Decision on TAPI gas price in February
India and Turkmenistan will negotiate a price for natural gas supply from central Asia through the proposed $7.6-billion transnational pipeline in February.
Officials estimate that the landed cost of gas piped from Turkmenistan via Afghanistan and Pakistan would be about $10 per unit in Punjab, which compares with $7-8 paid by consumers in the region for gas brought from Reliance's KG field and up to $12 per unit some buyers pay for imported liquefied natural gas (LNG). The price of domestic gas is expected to rise by the time the transnational pipeline is built after five years.
The two countries aim to finalise the price of gas and sign a gas sale-purchase agreement (GSPA) in the next six to seven months, one official said. "The oil minister of Turkmenistan is expected in February," the official said requesting anonymity. Officials said Turkmenistan supplies gas to China at $7.5 per unit exclusive of transportation charges and the rate seems reasonable for consumers in the northern India , suffering from acute power shortage.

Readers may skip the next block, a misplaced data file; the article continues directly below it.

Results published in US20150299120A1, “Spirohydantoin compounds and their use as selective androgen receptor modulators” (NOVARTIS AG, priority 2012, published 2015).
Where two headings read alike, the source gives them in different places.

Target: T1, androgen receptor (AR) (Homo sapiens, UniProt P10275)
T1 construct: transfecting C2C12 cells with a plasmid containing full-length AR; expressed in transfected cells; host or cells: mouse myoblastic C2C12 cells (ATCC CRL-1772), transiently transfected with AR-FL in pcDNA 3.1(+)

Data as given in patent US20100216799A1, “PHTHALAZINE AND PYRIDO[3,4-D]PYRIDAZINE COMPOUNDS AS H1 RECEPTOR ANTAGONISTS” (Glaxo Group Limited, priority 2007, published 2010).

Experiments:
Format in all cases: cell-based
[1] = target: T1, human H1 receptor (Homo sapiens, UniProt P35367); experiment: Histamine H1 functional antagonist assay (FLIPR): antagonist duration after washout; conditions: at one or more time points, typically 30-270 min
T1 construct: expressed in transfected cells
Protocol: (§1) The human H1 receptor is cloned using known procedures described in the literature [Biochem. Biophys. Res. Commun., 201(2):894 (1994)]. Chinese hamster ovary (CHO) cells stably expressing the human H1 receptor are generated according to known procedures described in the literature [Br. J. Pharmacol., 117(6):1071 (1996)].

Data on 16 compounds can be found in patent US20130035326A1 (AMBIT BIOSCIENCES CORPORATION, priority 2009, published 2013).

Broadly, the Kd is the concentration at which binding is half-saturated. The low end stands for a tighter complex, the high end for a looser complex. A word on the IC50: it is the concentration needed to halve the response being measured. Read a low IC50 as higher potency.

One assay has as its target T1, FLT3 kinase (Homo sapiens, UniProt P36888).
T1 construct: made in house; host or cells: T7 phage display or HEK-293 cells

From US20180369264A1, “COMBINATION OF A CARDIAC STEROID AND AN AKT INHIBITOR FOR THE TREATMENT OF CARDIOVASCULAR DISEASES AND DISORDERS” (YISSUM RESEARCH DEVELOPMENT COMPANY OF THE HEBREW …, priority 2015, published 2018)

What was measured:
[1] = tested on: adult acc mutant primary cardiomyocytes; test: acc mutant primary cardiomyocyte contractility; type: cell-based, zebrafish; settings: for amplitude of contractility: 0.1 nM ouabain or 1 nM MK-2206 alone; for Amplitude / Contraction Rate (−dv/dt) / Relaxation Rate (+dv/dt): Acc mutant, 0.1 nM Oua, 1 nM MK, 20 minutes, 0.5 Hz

"Even with additional transportation charges, the landed cost of the gas will be affordable for consumers in 2015," the official said. India expects that the first gas from Turkmenistan will reach consumers across Indo-Pak border by 2015.
Oil minister Murli Deora said this week that Turkmenistan should provide gas at competitive rates. Other gas-consuming countries along the 1,680 km pipeline-—Afghanistan and Pakistan—will also negotiate the gas price with Turkmenistan separately.
ET wrote on December 6 that Turkmenistan wants to sign separate commercial terms with the three gas-consuming nations. "The entire process of finalising gas prices and signing of separate GSPAs is expected to take 6-7 months," the official said.
Turkmenistan has agreed to supply 90 million standard cubic meters per day (mmscmd) gas to the three consumers. India is expected to get about 38 mmscmd gas, the same as Pakistan. The rest of the gas will go to Afghanistan. India on Saturday inked agreements for construction of the $7.6-billion transnational natural gas pipeline, popularly known as TAPI pipeline based on initials of the four partners.
Mr Deora said one of the major concerns was security of the pipeline which would cross volatile regions. "The risk must be shared by all partners," he said.